The Jimtown Polar Express

That morning I was going to say "life's too much now."

Sawyer was eight months old and waking up inconsolable four times a night.

I'd been on strike for 11 months from my job at the Chronicle Herald and we were perpetually broke despite my varied hair-brained schemes to bring in some cash.

So I called over to Jamie's house to say "fuck it I don't have time for Christmas spirit this year."

But Jamie didn't answer because he'd already gone to town to start the float.

It was two weeks before the Antigonish Christmas Parade and we, the little community by the beach with less than a dozen year round inhabitants, were the reigning champions in the Best Non-Commercial Float category.

And Jamie, who had plenty of stress in his life too, had gone to town to make something happen.

Suzy, my wife, said "you'd better go."

In a bay of the mayor's garage, Eastern Auto, Jamie was looking at our neighbour's ATV.

We'd hatched a plan days after the previous year's parade to build a nearly full size locomotive pulling a train car filled with the neighborhood children based on the Polar Express theme.

The ATV, which is our neighbor's only form of transportation, was to be the motorized heart of this 20 foot monstrosity.

In the pan of Jamie's truck were plank ends and a few 20 foot long pieces hemlock that weren't good for anything else.

Our previous year's winning entry was the raft.

Our previous year's winning entry was the raft.

We drank coffee, sucked on the e-cigarrettes that were a poor, but inexpensive, substitute for the real thing, and hashed it out.

Over the next ten hours we scabbed the long planks onto the sides of the ATV with U-bolts to give us a structure. The mayor (AJ Sears) brought old lengths of bendy PVC pipe we hooped from side to side to give the shape of the giant boiler. We stole his garden fabric to wrap the whole contraption with and built a cow catcher off the front with staves.

Other neighbours dropped by with liquid refreshment as we worked into the night.

Someone gave us a few smokes, which helped.

As happens in Jimtown, Jimtowners heard about what was being built and started stopping by.

Some made decorations, others made signs and wheels, a friend lent a sound system to blast steam engine noises and soon it was complete.  

We got excited.

Then a blizzard hit on the day of the parade.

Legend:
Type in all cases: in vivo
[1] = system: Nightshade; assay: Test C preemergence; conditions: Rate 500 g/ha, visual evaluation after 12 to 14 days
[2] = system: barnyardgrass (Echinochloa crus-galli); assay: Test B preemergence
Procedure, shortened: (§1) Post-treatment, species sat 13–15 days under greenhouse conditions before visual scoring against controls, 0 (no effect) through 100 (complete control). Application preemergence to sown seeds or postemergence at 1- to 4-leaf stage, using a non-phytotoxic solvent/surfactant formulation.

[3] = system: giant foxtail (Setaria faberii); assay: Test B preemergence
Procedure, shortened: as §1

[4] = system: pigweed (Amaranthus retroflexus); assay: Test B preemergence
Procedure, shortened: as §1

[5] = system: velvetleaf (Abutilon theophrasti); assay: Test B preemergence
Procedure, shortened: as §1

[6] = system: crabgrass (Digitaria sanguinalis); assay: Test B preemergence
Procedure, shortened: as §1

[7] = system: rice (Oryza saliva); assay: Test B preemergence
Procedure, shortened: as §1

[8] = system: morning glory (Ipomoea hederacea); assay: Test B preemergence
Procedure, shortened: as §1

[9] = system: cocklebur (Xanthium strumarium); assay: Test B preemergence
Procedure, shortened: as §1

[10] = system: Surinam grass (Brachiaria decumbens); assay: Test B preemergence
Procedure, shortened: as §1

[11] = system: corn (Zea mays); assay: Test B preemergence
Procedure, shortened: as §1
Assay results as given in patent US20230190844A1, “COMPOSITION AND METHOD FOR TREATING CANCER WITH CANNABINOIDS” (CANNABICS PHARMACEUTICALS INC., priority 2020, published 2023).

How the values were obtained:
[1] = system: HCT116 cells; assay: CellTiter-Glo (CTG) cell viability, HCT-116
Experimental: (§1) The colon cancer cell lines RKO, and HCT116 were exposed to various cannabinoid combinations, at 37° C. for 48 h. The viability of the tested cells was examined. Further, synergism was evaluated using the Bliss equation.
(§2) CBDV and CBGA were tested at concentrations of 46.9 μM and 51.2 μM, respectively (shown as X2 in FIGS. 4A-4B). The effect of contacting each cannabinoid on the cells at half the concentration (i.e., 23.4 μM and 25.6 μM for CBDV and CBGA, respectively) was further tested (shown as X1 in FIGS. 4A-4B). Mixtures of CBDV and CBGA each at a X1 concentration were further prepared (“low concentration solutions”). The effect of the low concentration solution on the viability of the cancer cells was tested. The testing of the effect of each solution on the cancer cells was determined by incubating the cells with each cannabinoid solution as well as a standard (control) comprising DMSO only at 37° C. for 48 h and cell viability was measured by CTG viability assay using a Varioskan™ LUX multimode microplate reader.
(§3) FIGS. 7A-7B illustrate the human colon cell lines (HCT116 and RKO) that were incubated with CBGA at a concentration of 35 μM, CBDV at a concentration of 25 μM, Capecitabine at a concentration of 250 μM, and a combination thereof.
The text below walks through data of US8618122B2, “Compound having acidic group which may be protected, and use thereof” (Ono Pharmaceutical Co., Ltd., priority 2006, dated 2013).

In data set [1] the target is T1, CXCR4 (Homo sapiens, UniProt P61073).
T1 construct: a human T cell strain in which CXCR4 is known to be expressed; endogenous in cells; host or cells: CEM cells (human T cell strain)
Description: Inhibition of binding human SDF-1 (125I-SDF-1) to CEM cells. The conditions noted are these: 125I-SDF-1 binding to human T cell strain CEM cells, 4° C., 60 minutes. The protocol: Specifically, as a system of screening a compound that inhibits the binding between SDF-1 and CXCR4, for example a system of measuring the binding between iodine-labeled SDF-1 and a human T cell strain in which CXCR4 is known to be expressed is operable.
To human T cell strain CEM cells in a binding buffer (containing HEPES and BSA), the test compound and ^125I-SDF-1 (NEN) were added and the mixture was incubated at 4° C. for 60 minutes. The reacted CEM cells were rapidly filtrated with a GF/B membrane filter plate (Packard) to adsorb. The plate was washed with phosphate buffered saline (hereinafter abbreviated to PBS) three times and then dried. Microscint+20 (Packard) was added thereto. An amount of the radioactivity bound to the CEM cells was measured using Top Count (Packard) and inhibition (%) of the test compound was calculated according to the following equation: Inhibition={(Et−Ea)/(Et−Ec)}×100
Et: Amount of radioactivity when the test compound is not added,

It was cancelled with no rain date.

The outrage of parents and children filled social media - we weren't the only group that had put hours of care into their float.

Most of it was a bit unfair though - the blizzard was bad and it's a big ordeal for a town to reschedule a parade on no-notice.

On a whim and without consultation with anyone, I made a post on the Town Facebook site saying Jimtown was now going to host a Christmas Parade the following weekend and everyone was welcome.

That was irresponsible of me.

We had no facilities, no room for tractor trailors hauling floats ... no public toilets.

But I also know my little community.

I called the Mayor - he said his Kinsmen group would bring hot chocolate. Instead of lecturing me, the few neighbours we have all volunteered to make it happen.

Jimtown would save Christmas for Antigonish County even if we made a bit of a mess of it.

But the town council reversed its decision two days later and scheduled a new parade.

We cancelled ours in the spirit of cooperation and self preservation.

So the Jimtown Polar Express chugged down the old Main Street of Antigonish towing a cart full of children slurping back hot chocolate. Carried before our proud contraption was the sign for Best Non-Commercial Float.

After the parade, with just Jamie and I aboard the 20 foot locomotive, we got her up to 60 kilometres an hour. Our eyes were nearly welded shut in the cold wind as we blasted down the highway back to the garage with decorations swinging and smashing off the sides.

And I thought to myself that my buddy was right, you can't let life get in the way of Christmas.






Aaron Beswick